But the new study by Schott and Evans isn’t just about how young Stegoceras changed into adults. By reconstructing the dinosaur’s growth series, the paleontologists also discovered clues that may help paleontologists parse the ever-growing number of dinosaur species, as well as what all that crazy headgear was for. While young Stegoceras showed a high degree of variation in the shape and number of ornaments on their squamosal bones, for example, the dinosaur’s retained the same general “ornamental pattern” throughout their lives. This means that isolated squamosal bones can be useful in identifying pachycephalosaurs known only from partial skulls (and there are quite a few of them).
Of course, one of the biggest mysteries about pachycephalosaurs is why they had domes and spikes in the first place. Depending on who you ask, the ornaments were used to help the dinosaurs recognize members of their own kind, as sexual signals, as weapons or some combination of these. Schott and Evans prefer a mosaic approach to the problem. The fact that even the youngest Stegoceras specimens had recognizable, diagnostic ornaments on their squamosal bones, the researchers argue, indicates that these bumpy adornments probably acted as species recognition signals. They don’t seem to have any role in defense, and the fact that dinosaurs grew these signals before sexual maturity means that they probably weren’t advertisements for mates. If this is true, though, the question is why adult specimens would lose the display structures so late in life.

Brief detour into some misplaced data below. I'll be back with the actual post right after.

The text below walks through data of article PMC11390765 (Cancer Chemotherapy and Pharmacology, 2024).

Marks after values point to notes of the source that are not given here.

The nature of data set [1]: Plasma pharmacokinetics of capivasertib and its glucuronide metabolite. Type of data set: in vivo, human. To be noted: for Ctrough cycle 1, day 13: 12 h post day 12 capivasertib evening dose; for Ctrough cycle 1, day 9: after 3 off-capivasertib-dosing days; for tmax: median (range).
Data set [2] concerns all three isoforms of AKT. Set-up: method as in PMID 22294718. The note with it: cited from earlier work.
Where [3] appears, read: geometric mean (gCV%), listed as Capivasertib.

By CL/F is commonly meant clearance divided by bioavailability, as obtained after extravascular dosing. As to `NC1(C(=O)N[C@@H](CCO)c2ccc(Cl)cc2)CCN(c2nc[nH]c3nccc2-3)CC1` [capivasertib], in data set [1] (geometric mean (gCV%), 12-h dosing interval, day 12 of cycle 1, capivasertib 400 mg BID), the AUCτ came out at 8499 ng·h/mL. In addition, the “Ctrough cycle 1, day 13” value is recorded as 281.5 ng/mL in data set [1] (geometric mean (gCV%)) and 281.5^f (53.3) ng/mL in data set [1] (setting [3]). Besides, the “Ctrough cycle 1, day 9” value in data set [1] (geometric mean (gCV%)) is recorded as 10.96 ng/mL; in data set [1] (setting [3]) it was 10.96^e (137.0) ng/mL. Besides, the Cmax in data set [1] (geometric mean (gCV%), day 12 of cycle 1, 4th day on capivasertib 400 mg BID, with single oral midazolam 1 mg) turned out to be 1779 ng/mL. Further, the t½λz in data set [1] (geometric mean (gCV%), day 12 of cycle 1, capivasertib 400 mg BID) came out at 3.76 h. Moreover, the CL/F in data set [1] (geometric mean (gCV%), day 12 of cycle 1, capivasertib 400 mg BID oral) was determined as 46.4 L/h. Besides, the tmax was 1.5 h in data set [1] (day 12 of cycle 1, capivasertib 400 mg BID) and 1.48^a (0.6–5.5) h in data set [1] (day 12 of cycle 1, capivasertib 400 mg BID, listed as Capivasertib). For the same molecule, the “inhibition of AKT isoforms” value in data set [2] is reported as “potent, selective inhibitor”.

Then there’s the dome. Young Stegoceras, Schott and Evans point out, were relatively flat-headed. Thick domes developed as the dinosaurs grew up, and previous studies of Stegoceras skulls hinted that the rounded structures were capable of taking quite a shock. (Some pachycephalosaur fossils may even preserve damage from bouts gone awry.) Paleontologists are not agreed on this point, but it is possible that these dinosaurs really did butt heads. This idea, combined with the fact that domes grew as the dinosaurs approached reproductive and skeletal maturity, might mean that domes were sexual signals, and possibly even used in competitions to garner mates. Frustratingly, though, testing these ideas is extremely difficult. We can’t observe the animals themselves, and can only approach these aspects of their lives indirectly through the detail of fossilized bone. We know more about pachycephalosaurs than ever before, but the evolution of their bizarre features remains contentious.
Schott, R., Evans, D. (2012). Squamosal ontogeny and variation in the pachycephalosaurian dinosaur Stegoceras validum Lambe, 1902, from the Dinosaur Park Formation, Alberta. Journal of Vertebrate Paleontology, 32 (4), 903-913 DOI: 10.1080/02724634.2012.679878